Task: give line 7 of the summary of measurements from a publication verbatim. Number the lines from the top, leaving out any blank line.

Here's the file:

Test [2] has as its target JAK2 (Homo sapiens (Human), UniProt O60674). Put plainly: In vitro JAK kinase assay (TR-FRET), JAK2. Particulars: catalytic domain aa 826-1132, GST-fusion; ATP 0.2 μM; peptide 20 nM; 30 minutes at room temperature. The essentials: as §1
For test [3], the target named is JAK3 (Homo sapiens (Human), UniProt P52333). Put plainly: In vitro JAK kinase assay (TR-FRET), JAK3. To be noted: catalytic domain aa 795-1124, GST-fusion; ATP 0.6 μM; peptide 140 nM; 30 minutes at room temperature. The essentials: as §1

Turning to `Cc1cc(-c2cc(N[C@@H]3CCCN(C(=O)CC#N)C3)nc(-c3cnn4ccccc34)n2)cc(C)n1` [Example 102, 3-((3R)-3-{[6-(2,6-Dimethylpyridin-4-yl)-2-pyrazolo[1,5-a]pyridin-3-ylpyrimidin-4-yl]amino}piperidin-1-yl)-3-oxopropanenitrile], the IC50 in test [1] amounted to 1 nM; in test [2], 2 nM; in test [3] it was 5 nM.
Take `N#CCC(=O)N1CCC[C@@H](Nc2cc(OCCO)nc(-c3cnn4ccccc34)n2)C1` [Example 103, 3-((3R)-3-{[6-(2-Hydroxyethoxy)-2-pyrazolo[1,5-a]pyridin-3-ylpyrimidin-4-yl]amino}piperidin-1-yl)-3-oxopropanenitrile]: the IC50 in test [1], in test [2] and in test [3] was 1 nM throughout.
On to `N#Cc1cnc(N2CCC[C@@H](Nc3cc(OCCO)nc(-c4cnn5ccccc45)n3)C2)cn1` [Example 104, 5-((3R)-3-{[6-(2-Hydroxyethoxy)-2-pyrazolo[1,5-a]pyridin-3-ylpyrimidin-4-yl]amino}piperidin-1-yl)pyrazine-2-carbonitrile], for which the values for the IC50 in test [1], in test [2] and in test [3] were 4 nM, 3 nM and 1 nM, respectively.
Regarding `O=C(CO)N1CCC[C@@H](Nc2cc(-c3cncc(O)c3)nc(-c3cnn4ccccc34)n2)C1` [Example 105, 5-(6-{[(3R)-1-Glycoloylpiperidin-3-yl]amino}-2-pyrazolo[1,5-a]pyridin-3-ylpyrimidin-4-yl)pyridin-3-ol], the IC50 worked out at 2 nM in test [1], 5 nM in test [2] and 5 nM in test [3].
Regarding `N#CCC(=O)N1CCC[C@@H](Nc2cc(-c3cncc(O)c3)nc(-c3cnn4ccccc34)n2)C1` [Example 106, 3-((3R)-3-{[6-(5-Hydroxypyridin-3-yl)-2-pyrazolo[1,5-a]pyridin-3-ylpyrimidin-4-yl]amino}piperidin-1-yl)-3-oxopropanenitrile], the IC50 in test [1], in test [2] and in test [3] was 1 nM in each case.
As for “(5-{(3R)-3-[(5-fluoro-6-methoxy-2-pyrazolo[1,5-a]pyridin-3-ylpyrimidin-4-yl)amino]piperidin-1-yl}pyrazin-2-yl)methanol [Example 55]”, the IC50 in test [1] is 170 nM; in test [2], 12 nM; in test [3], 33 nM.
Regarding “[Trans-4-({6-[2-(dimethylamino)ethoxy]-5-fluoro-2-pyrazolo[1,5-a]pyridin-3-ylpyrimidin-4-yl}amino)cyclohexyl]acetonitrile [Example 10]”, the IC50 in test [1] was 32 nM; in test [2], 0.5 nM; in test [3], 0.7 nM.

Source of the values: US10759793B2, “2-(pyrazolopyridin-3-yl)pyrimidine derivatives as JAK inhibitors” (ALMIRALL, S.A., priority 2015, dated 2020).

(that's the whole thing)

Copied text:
Regarding `N#CCC(=O)N1CCC[C@@H](Nc2cc(-c3cncc(O)c3)nc(-c3cnn4ccccc34)n2)C1` [Example 106, 3-((3R)-3-{[6-(5-Hydroxypyridin-3-yl)-2-pyrazolo[1,5-a]pyridin-3-ylpyrimidin-4-yl]amino}piperidin-1-yl)-3-oxopropanenitrile], the IC50 in test [1], in test [2] and in test [3] was 1 nM in each case.